Bernie Wrightson 1948 -2017

Swamp Thing co-creator and legendary horror artist Bernie Wrightson has died.

Bernie Wrightson, the comic book artist whose detailed, illustrative pencil and ink work defined horror comics for a generation of fans, is gone. He was 68.

Like many comic fans of his generation, Wrightson was influenced by the EC horror comics of the 1950s, the most famous of which being Tales From the Crypt, although its companions, Vault of Horror and Haunt of Fear, were interchangeable with the volume of output and level of talent involved. While the introduction of the Comics Code effectively destroyed EC Comics, by the late 1960s, Marvel and DC were ready to try their hand at their own, slightly less lurid, horror comics. Wrightson’s early professional work featured in DC’s House of Mystery¬†as well as Marvel’s attempts Chamber of Darkness and Tower of Shadows.

But it was in another DC horror comic where Wrightson would see one of his most long lasting successes. Wrightson co-created Swamp Thing with writer Len Wein in the pages of House of Secrets in 1971. The story, a standalone horror tale which doesn’t fit into the character’s eventual long run in the DC Universe, proved so popular that Wein and Wrightson resurrected the character, with some changes, for his own series, which Wrightson drew the first ten issues of.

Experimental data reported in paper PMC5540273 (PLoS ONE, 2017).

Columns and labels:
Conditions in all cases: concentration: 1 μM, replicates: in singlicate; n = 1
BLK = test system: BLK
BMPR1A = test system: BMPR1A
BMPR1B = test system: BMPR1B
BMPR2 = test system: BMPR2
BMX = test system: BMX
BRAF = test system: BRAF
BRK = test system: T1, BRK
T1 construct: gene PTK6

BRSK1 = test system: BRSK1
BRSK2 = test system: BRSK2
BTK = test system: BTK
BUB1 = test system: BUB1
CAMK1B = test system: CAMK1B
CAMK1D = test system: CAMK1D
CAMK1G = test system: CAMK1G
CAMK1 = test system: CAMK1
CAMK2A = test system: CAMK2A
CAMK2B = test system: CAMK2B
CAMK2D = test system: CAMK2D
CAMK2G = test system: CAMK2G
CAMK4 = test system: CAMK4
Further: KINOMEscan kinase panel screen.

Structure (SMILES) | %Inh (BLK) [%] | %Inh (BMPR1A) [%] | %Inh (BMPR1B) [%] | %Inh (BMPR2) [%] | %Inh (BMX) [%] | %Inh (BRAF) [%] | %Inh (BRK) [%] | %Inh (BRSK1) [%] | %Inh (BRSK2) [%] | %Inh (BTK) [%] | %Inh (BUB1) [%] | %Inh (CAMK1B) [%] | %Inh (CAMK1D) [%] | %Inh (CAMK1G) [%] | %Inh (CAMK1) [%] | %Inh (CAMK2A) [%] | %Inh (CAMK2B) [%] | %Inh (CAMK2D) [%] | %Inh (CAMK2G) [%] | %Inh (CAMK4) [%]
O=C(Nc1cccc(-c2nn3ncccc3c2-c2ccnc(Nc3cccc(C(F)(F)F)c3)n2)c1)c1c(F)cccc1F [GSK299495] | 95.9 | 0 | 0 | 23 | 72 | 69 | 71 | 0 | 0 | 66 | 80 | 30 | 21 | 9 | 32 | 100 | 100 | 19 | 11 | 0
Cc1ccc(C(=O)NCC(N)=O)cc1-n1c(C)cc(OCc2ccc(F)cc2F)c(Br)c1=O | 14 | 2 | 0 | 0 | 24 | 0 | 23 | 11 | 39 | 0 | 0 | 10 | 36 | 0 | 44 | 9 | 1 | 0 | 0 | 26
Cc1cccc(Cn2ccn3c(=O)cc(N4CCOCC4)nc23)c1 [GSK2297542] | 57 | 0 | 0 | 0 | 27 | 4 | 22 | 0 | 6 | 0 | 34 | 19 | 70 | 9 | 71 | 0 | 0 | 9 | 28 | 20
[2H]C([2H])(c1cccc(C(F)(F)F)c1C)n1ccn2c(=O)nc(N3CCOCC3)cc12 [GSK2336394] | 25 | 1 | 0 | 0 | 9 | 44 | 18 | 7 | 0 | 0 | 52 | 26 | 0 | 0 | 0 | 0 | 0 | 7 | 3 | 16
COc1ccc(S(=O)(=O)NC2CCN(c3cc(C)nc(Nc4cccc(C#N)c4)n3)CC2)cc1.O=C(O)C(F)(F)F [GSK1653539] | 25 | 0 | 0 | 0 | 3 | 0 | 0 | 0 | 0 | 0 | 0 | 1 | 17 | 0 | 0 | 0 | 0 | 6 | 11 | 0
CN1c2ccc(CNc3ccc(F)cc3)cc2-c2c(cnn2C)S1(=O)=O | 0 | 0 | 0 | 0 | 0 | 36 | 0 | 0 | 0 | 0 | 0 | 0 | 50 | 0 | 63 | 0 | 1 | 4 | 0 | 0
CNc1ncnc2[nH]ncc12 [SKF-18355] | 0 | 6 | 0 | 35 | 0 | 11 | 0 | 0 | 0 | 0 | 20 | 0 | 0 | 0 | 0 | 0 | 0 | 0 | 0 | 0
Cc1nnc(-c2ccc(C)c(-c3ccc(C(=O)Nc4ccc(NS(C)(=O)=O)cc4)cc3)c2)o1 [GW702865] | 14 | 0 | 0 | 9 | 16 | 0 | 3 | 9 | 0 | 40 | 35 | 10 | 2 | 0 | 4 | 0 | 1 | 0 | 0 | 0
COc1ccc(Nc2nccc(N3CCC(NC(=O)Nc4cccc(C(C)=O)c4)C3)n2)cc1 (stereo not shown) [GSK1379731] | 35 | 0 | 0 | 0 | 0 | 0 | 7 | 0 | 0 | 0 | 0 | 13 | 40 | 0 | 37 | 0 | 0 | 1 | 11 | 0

Wrightson’s already illustrative style continued to evolve, becoming more intricate and lush as he continued to work primarily within the horror genre. Stephen King fans may recognize his illustrations from editions of Cycle of the Werewolf or Wolves of Calla or from the comic book adaptation of a movie that was itself a tribute to those EC horror comics, Creepshow. Batman fans may recall his gorgeous work on The Cult, a violent, eerie mini-series from the late 1980s.

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In a career full of beautiful and terrifying art, the 1983 illustrated edition of Mary Shelley’s Frankenstein, originally published by Marvel Comics, is a particular standout. For fans of the original novel and the Frankenstein legend in popular culture, this is an essential volume, and it’s perhaps the perfect distillation of his work and style. If you can find a copy, let this be your introduction to his work.